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'Jingle Jangle: A Christmas Journey' Writer-Director David E. Talbert Weaves Loss, Hope, and Heart

November 13, 2020
3 min read time

In Netflix’s Jingle Jangle: A Christmas Journey, the streaming service’s first-ever live-action musical, writer-director David E. Talbert weaves together a high-octane musical with a story filled with loss, hope and a lot of heart. 

Set in the gloriously vibrant town of Cobbleton, Talbert’s script tells the tale of legendary toymaker Jeronicus Jangle (Forest Whitaker) and his whimsical inventions. But when his trusted apprentice (Keegan-Michael Key) steals his most prized creation, it's up to his equally bright and inventive granddaughter Journey (Madalen Mills) — and a long-forgotten invention — to heal old wounds and reawaken the magic within. 

“I grew up watching Willy Wonka, Chitty Chitty Bang Bang, and the original Doctor Doolittle,” Talbert says. “Those movies shaped what fantasy was for me. It wasn’t until I was a father that I wanted to go deeper and wanted my son to experience what I felt when I watched those movies. But I also wanted him to be represented in the movies that I didn’t have when I was growing up.” 

Talbert said the idea for the film came to him by asking, “How would someone react with having everything good they could ever imagine happening in their life, and then in one night, everything turning around? How do you get back to that joy? [The story is] that path of going back to that joy. That was the premise for me.”

The story really took shape through Talbert’s creation of Jeronicus Jangles, who Talbert likens to the relatability of Jimmy Stewart’s George Bailey in It’s a Wonderful Life

“When you look at the classics like It’s a Wonderful Life, it’s not a jolly tale, but it speaks to every man who watches it. So I wanted to find that every man quality in Jeronicus Jangles, so we understand him. We understand that loss. We understand the regrets you have as a parent. We understand that magic when you thought you were the most magical person on the planet and then you question it. I think every human has experienced that.”

Humanity is a common thread of the film and the world of Cobbleton, which is unlike any town ever featured in a holiday movie. According to Talbert, Netflix and the production companies gave him free rein when it came to creating it, which inspired him to come up with an “Afro-Victorian” setting.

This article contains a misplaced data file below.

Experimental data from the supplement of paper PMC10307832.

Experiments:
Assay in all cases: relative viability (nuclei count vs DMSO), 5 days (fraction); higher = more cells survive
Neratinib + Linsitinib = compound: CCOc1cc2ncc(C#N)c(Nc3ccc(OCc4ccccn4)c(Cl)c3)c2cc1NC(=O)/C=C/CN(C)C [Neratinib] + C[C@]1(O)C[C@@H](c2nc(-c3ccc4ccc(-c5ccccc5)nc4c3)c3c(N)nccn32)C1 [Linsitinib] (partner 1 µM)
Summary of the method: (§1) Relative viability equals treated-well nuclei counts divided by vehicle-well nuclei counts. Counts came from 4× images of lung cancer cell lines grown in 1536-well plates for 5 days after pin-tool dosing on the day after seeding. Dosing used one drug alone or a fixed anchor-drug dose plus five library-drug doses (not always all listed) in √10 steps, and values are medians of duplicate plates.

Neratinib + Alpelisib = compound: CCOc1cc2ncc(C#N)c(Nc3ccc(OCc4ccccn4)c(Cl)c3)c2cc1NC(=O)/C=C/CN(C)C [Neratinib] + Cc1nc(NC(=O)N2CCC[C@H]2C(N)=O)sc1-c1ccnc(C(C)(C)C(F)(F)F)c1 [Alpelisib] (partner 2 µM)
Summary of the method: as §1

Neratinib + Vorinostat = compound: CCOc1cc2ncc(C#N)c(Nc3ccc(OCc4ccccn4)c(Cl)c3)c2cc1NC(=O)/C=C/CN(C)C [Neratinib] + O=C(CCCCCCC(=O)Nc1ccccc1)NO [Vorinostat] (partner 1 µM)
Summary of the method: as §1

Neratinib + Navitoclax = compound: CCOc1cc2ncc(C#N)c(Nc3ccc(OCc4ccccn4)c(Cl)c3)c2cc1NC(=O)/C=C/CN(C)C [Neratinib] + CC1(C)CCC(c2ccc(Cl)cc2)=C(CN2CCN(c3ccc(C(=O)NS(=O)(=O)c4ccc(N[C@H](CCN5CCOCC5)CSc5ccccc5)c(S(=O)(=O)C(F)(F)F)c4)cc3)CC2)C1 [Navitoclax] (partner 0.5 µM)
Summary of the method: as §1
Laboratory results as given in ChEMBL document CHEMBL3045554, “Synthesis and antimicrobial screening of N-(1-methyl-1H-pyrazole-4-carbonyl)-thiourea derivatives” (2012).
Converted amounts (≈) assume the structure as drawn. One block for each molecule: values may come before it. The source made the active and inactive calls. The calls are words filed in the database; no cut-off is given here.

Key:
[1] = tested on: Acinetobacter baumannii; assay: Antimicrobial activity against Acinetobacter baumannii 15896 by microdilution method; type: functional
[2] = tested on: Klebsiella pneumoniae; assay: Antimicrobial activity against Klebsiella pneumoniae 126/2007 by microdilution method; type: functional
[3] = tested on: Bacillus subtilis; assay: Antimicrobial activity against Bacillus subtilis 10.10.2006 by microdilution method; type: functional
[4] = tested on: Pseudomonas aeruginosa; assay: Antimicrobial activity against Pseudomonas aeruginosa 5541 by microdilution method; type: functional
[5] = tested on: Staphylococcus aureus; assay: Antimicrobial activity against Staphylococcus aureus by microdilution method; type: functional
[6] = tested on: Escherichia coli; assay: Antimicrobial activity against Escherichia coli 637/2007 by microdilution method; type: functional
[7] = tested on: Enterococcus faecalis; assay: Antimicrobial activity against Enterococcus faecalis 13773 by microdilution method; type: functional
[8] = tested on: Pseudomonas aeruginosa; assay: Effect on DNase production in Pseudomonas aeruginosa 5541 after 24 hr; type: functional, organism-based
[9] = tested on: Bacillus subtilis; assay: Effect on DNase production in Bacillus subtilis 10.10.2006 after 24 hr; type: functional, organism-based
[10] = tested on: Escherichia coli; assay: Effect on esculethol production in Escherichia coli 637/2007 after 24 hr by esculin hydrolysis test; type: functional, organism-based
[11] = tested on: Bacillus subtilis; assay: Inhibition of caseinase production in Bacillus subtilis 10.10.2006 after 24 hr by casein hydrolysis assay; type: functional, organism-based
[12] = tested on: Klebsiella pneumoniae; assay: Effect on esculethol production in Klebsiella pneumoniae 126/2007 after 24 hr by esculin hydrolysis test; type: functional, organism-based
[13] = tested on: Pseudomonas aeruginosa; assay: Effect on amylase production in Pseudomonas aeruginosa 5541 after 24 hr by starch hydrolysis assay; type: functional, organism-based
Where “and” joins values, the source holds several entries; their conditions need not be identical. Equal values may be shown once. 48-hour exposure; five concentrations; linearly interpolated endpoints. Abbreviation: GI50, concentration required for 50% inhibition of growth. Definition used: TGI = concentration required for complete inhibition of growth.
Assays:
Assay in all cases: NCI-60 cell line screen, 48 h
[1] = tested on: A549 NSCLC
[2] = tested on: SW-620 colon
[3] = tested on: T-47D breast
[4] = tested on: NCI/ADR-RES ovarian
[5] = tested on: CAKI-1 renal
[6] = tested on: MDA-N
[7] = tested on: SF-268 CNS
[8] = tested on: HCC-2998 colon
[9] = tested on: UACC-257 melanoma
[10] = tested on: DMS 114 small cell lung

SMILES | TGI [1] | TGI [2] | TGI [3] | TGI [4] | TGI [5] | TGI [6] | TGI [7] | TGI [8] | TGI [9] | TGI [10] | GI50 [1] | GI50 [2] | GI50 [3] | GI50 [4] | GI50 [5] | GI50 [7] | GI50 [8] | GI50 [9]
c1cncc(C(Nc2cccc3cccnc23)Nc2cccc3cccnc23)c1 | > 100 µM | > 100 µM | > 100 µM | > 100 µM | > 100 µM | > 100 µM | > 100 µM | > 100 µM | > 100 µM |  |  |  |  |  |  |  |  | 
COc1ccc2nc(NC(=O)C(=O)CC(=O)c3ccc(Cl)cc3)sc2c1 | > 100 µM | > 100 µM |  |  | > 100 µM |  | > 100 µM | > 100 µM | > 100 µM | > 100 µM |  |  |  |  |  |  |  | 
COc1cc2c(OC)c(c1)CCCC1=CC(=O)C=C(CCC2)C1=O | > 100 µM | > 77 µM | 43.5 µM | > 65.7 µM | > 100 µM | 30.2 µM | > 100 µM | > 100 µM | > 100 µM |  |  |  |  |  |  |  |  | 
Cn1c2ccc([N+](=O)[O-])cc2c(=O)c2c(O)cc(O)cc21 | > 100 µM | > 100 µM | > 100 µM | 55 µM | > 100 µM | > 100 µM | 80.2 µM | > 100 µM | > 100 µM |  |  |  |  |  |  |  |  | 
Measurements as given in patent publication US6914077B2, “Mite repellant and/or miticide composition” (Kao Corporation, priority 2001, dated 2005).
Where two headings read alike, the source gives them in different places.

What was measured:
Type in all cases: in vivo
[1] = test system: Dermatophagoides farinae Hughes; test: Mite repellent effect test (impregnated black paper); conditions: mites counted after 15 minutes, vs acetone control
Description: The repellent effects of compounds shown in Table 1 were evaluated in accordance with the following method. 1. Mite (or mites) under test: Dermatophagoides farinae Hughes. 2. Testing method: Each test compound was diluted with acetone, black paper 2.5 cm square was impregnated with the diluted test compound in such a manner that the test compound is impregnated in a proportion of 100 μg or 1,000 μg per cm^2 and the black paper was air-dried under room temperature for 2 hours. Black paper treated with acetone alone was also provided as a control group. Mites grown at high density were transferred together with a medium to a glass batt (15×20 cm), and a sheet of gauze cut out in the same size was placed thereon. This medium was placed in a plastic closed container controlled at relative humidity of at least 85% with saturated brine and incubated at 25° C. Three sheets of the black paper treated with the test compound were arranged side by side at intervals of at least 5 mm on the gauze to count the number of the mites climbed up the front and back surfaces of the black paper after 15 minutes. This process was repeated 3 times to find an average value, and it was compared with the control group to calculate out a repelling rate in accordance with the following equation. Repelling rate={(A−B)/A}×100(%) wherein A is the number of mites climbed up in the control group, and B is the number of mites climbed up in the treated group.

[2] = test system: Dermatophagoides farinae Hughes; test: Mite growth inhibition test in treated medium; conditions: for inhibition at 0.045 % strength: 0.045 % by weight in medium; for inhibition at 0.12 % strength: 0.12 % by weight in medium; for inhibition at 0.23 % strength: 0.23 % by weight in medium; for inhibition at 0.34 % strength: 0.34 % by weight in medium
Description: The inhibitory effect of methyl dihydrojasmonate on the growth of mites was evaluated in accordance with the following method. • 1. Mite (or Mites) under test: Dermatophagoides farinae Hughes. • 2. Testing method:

“We took the Victoria style and added African color and elements to it, and made it Afro-Victoria. That’s why the film is as vibrant as it is,” he says. “And so we did that across the board where we have every culture represented in this town. It’s an international town where race and color isn’t at the forefront of everyone’s minds — just humanity. So that was the purpose of this; to connect through humanity in a color blind town and world.” 

 Talbert says he’s “always scared out of my mind” every time he sits down to write a script. “I question whether I still have it. I prolong it as long as I possibly can. I will do whatever I can do to not start writing.”

Part of Talbert's process is to begin thinking about the project until he “can’t stand thinking about it anymore” that he has to begin writing.  “My one goal is to get to the end. I want to put ‘The End’ at the end of the script,” he says. “I want it to be a certain amount of pages and I want to get to the end. I want to power through, write 'The End,' and then go back and make it good. For me, perfection is completion.”

Talbert calls his writing process for the first draft a “download.” “Whatever I thought about the script, whatever conversations I have had with my wife and friends about it, I sit down there and download that and that becomes the first draft. That’s the magic. That to me is the spiritual path of writing. It’s not just sitting at a computer and trying to figure out how right, how smart, how clever you are. It’s sitting down at the computer and downloading how you’ve been inspired. How you’ve been moved. It’s a spiritual thing you do with transparency and ability, and you put it all on the page until you type out 'The End.'”

Talbert says he hopes Jingle Jangle hits the reset button on the holiday genre and does for it what Get Out did for horror and what Black Panther did for action films. He also acknowledges that the movie's release couldn't be timed more perfectly.

“The world is going through a lot right now — from the pandemic to politics to racial unrest — it’s going through a lot. It’s so disjointed right now and people are angry and frustrated and for good reason. So I think it’s important to have a reminder that we are all connected and we are all a world community. It gives us permission to have joy and to laugh and to sing.”

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